The first week of baseball has officially ended, with the Boston Red Sox and New York Yankees finishing the week off in their usual four-plus hour playtime on Sunday Night Baseball. The game provided for some back and forth scoring, but the ultimate takeaway was not the game itself, but the Kay-Rod broadcast.
Now, ESPN, and baseball more so, have embarked on a journey to make baseball younger and “hipper”. Sometimes, not caring at what cost. Broadcasting games on Apple TV and Peacock, really? But regardless of there being more ways to consume the games, the commentators must still be worth listening to. ESPN struck gold when they began the Manningcast, a simulcast where both Eli and Peyton Manning narrate the football game of the week, have guest stars on, and occasionally tease each other.
So it is no wonder that baseball, seemingly obsessed with growing the game, would venture into the same medium, with the Kay-Rod cast, a simulcast featuring Yankees longtime play by play broadcaster, Michael Kay, and former Yankee, Alex Rodriguez.
Early takeaways from the broadcast
Now, let’s start with what went well. Kay shined as usual. Kay is always providing helpful commentary, even providing some backstories for opposing players. His research and journalism always shines bright. Over the years on YES Network his counterparts have varied in their approach to baseball. Whether it be David Cone who is heavily analytic, or Paul O’Neill, “a players player”, Kay has always been able to seamlessly navigate the interests of his counterparts and put it into digestible enjoyable pieces for the YES broadcast.
Early into the Kay-Rod broadcast, that seemed to be missing. Now, of course, this is a simulcast, we don’t need a play by play, and at times, Kay caught himself doing just that. However, a simulcast should also provide for more helpful insights into the game, some backstories, and maybe what the hitter or pitcher is thinking. This happened a few times with A-Rod often guessing wrong. But the ultimate takeaway was that it was the A-Rod show.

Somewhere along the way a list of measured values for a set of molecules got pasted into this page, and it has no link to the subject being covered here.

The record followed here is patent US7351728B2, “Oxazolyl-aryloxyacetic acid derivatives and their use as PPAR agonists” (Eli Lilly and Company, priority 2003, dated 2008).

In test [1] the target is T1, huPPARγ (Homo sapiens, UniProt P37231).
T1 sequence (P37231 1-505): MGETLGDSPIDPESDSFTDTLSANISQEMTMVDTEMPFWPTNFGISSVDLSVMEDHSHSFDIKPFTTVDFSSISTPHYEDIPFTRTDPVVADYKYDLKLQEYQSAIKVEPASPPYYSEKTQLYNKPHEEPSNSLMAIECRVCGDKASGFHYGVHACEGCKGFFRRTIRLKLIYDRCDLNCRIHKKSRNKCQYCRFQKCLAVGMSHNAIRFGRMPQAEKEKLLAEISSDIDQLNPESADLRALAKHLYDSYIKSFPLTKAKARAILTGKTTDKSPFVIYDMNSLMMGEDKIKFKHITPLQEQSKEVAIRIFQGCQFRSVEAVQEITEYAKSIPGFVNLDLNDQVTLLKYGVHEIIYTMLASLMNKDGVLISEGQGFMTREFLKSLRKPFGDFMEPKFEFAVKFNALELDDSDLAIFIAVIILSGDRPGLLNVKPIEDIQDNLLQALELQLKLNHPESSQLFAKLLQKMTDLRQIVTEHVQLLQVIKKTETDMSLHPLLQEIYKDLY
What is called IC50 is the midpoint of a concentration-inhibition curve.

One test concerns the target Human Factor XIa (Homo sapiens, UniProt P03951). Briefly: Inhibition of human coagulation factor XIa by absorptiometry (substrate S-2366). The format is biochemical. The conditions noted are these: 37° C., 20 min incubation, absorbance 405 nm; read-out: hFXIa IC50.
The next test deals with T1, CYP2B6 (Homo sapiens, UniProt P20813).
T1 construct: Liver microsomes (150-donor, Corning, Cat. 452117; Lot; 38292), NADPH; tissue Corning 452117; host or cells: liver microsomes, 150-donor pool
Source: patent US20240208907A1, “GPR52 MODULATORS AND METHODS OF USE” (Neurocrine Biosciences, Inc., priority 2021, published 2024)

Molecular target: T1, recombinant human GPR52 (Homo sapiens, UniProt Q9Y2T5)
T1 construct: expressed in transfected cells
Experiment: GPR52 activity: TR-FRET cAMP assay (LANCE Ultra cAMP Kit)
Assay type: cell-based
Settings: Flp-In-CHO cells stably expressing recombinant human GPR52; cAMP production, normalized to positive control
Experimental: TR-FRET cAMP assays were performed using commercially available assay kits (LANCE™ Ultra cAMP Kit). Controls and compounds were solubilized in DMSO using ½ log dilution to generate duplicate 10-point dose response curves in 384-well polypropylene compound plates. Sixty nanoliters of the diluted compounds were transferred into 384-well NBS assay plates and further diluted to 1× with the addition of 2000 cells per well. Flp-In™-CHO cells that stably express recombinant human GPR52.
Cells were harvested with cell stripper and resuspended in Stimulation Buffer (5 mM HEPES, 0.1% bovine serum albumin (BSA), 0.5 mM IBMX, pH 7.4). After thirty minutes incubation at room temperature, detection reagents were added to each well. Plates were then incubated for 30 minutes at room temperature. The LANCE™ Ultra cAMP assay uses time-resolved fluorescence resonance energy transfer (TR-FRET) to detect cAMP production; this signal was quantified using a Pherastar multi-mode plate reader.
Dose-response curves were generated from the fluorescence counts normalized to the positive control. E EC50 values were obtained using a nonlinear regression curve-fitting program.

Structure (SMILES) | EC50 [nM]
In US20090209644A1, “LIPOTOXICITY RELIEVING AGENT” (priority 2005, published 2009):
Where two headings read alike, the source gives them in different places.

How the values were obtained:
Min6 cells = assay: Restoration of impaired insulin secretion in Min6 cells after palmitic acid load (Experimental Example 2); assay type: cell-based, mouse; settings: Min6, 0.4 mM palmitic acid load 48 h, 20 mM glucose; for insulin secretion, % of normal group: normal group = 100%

Kay would ask A-Rod many questions about A-Rod’s playing days. To which A-Rod would revel in the attention. We were forced to watch random clips of A-Rod homering against the Orioles, a segue that seemed to serve no purpose other than to stroke A-Rod’s ego. Part of Kay’s greatness is his ability to simultaneously appease his cohosts while also talking about the game. That was missing here. Instead, it struck more as a CenterStage, with a baseball game in the background for sound fillers when A-Rod didn’t have an anecdote of his career to mention.
A-Rod provided his usual commentary that he has been doing for years on Sunday Night Baseball–nothing seemed to be different. His insight is always appreciated, but between the guests of David Ortiz and Roger Clemens, it seemed more like just how the guests interacted with A-Rod, and not the franchises on the field.
Part of what makes the Manningcast so great is the ability to roast each other, and bring in fun guests. While the guests were fun, they didn’t provide much new information. Maybe I am too close to this game, but between Ortiz and Clemens, their conversations seemed like ones I’d heard in year’s past regarding them and the rivalry.